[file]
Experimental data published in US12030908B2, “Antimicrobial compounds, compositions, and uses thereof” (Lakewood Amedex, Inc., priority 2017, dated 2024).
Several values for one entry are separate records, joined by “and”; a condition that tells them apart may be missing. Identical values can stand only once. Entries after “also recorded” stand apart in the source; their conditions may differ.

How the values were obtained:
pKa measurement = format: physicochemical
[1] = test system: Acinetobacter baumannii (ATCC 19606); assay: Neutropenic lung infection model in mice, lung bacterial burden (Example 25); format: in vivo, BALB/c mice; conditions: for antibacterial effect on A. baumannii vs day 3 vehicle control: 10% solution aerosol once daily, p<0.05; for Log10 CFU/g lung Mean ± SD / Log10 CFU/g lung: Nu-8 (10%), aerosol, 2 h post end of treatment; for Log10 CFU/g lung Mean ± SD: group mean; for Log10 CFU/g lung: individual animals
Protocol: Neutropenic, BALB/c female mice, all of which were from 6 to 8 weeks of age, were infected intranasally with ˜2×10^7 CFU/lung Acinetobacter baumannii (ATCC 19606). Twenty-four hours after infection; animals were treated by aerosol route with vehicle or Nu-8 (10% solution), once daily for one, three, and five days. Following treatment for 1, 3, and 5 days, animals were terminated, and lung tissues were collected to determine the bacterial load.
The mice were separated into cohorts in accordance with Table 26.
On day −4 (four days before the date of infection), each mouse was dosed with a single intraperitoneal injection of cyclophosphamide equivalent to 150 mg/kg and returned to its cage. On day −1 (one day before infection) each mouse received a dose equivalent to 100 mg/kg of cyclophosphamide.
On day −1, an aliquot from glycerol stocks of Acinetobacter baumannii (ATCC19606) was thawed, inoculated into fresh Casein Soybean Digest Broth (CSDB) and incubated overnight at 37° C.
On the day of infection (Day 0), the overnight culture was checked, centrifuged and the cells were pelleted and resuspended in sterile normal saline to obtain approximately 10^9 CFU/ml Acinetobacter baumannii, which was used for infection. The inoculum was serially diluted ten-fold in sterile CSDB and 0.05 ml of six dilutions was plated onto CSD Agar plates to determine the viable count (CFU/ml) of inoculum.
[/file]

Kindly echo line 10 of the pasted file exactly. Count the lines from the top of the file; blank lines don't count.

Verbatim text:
On the day of infection (Day 0), the overnight culture was checked, centrifuged and the cells were pelleted and resuspended in sterile normal saline to obtain approximately 10^9 CFU/ml Acinetobacter baumannii, which was used for infection. The inoculum was serially diluted ten-fold in sterile CSDB and 0.05 ml of six dilutions was plated onto CSD Agar plates to determine the viable count (CFU/ml) of inoculum.